Elizabeth Ann Warren (née Herring; born June 22, 1949) is an American politician and former law professor who is the senior United States senator from Massachusetts, serving since 2013. A member of the Democratic Party and regarded as a progressive, Warren has focused on consumer protection, economic opportunity, and the social safety net while in the Senate. Warren was a candidate in the 2020 Democratic Party presidential primaries, ultimately finishing third.
Warren is a graduate of the University of Houston and Rutgers Law School and has taught law at several universities, including the University of Houston, the University of Texas at Austin, the University of Pennsylvania, and Harvard University. She was one of the most influential professors of bankruptcy law before beginning her political career. Warren has written 12 books and more than 100 articles.
Her first foray into public policy began in 1995, when she worked to oppose what eventually became a 2005 act restricting bankruptcy access for individuals. During the late 2000s, Warren's national profile grew following her forceful public stances in favor of more stringent banking regulations after the financial crisis of 2007–08. She served as chair of the Congressional Oversight Panel of the Troubled Asset Relief Program, and she proposed and established the Consumer Financial Protection Bureau, for which she served as the first special advisor under President Barack Obama.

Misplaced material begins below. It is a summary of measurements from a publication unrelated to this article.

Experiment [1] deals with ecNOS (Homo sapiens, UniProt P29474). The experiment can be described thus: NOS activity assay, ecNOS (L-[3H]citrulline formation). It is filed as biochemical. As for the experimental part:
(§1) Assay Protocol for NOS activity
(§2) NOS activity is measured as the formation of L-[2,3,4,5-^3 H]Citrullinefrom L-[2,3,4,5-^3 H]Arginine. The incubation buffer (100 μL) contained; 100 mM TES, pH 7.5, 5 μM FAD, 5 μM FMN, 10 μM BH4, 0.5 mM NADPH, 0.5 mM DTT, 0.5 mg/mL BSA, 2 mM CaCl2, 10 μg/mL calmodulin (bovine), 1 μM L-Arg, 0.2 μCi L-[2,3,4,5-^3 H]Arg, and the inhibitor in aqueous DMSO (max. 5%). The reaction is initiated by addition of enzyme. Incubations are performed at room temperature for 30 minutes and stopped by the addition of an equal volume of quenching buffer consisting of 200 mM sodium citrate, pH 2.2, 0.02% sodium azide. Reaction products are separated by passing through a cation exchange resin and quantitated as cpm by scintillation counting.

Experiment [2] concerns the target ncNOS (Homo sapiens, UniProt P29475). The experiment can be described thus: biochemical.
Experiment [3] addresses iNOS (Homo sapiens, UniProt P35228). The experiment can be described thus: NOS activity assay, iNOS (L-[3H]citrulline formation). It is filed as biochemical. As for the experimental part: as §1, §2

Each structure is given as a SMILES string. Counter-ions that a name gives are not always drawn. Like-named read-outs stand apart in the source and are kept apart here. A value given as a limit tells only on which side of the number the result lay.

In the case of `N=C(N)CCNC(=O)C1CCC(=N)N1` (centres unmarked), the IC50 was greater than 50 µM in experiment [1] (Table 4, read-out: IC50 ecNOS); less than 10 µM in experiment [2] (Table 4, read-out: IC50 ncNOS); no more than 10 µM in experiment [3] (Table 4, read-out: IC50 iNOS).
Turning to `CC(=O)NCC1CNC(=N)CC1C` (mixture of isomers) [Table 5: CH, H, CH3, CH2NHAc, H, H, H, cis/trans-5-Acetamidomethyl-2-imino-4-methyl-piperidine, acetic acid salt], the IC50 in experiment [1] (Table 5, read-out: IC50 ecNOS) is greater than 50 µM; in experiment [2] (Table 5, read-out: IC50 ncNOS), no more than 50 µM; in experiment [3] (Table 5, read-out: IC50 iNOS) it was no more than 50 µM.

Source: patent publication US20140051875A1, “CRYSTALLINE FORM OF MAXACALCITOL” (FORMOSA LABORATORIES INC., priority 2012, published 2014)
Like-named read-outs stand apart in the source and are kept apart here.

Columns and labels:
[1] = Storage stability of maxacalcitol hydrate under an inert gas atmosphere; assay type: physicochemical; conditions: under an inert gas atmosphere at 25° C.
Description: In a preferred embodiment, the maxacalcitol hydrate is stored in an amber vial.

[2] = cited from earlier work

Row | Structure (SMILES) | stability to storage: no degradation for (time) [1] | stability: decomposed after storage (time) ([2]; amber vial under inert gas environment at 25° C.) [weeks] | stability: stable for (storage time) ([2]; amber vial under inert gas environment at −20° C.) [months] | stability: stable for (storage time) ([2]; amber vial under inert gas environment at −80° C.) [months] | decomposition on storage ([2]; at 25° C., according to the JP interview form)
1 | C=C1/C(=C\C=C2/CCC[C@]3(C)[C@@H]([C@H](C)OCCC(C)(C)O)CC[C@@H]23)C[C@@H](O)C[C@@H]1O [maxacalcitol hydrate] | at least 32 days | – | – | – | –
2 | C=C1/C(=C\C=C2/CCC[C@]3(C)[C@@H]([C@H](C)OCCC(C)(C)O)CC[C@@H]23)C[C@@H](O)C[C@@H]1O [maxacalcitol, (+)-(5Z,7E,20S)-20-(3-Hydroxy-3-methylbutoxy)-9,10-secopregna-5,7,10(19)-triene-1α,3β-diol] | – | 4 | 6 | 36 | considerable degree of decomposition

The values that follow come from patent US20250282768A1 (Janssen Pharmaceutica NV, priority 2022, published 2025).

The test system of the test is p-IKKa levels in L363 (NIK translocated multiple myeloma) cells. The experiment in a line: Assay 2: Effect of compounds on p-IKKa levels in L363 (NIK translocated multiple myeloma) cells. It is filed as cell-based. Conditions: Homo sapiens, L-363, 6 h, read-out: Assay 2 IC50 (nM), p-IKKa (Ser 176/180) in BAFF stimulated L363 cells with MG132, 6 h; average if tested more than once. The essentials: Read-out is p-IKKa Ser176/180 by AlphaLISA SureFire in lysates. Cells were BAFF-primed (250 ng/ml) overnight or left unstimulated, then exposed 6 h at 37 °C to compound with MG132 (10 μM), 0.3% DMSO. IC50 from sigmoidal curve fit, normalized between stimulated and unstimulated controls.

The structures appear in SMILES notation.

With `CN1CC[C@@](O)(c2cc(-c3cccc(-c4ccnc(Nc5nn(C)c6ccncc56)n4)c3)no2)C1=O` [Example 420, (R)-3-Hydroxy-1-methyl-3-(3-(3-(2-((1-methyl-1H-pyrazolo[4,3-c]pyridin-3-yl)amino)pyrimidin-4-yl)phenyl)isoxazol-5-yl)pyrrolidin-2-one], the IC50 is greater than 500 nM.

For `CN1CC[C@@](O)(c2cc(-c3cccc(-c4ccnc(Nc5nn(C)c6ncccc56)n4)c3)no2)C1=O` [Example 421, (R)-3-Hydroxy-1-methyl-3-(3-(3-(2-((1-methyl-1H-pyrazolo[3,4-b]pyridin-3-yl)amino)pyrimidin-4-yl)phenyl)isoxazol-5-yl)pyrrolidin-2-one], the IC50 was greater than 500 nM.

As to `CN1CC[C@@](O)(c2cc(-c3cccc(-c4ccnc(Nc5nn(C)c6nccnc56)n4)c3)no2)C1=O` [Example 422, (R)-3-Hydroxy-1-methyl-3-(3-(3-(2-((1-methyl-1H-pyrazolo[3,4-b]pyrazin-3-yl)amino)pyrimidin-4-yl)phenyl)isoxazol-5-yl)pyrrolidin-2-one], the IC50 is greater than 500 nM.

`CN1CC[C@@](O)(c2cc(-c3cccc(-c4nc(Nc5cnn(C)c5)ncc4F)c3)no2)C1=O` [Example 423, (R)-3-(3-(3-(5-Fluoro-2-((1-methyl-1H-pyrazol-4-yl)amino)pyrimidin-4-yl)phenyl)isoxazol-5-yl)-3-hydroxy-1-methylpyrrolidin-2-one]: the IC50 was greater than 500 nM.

In 2012, Warren defeated incumbent Republican Scott Brown and became the first female U.S. senator from Massachusetts. She won re-election by a wide margin in 2018, defeating Republican nominee Geoff Diehl. On February 9, 2019, Warren announced her candidacy in the 2020 United States presidential election. She was briefly considered the front-runner for the Democratic nomination in late 2019, but support for her campaign dwindled. She withdrew from the race on March 5, 2020, after Super Tuesday.